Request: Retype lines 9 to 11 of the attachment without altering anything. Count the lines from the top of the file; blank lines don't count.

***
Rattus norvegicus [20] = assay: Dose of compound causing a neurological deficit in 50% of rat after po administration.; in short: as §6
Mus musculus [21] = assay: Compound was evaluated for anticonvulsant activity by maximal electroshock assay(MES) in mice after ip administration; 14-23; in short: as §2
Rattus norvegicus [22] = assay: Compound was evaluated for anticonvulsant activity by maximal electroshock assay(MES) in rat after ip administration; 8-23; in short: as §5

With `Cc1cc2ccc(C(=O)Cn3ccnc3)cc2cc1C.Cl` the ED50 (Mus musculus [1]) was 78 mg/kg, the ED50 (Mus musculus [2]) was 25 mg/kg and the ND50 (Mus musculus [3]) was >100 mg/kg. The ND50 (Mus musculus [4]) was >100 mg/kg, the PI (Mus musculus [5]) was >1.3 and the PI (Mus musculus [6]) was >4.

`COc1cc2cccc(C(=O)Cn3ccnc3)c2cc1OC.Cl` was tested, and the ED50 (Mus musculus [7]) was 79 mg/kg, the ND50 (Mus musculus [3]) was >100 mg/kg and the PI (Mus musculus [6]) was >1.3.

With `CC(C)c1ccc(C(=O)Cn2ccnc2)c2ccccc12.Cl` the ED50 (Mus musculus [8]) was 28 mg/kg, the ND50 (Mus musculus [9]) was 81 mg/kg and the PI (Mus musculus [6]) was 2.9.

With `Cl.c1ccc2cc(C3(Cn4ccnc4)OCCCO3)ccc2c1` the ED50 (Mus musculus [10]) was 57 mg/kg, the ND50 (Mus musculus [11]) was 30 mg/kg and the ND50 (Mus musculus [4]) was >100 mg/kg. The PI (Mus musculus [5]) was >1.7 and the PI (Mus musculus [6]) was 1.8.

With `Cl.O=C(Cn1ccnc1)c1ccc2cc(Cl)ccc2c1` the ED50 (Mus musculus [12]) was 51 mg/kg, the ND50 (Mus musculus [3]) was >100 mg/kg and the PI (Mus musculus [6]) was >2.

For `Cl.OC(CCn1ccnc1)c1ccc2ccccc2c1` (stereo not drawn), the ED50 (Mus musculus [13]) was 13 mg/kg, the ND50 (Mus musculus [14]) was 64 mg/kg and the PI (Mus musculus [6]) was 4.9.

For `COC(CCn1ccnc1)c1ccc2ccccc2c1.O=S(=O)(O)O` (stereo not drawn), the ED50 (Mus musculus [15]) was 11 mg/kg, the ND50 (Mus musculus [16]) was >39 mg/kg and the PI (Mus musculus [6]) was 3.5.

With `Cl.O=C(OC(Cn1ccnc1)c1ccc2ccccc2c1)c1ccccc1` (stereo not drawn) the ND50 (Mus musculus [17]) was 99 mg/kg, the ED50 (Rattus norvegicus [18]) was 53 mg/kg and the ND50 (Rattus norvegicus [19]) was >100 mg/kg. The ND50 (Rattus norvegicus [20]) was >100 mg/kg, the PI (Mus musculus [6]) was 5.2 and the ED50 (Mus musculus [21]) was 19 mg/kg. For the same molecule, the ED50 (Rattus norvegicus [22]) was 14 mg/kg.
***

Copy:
For `Cl.OC(CCn1ccnc1)c1ccc2ccccc2c1` (stereo not drawn), the ED50 (Mus musculus [13]) was 13 mg/kg, the ND50 (Mus musculus [14]) was 64 mg/kg and the PI (Mus musculus [6]) was 4.9.

For `COC(CCn1ccnc1)c1ccc2ccccc2c1.O=S(=O)(O)O` (stereo not drawn), the ED50 (Mus musculus [15]) was 11 mg/kg, the ND50 (Mus musculus [16]) was >39 mg/kg and the PI (Mus musculus [6]) was 3.5.

With `Cl.O=C(OC(Cn1ccnc1)c1ccc2ccccc2c1)c1ccccc1` (stereo not drawn) the ND50 (Mus musculus [17]) was 99 mg/kg, the ED50 (Rattus norvegicus [18]) was 53 mg/kg and the ND50 (Rattus norvegicus [19]) was >100 mg/kg. The ND50 (Rattus norvegicus [20]) was >100 mg/kg, the PI (Mus musculus [6]) was 5.2 and the ED50 (Mus musculus [21]) was 19 mg/kg. For the same molecule, the ED50 (Rattus norvegicus [22]) was 14 mg/kg.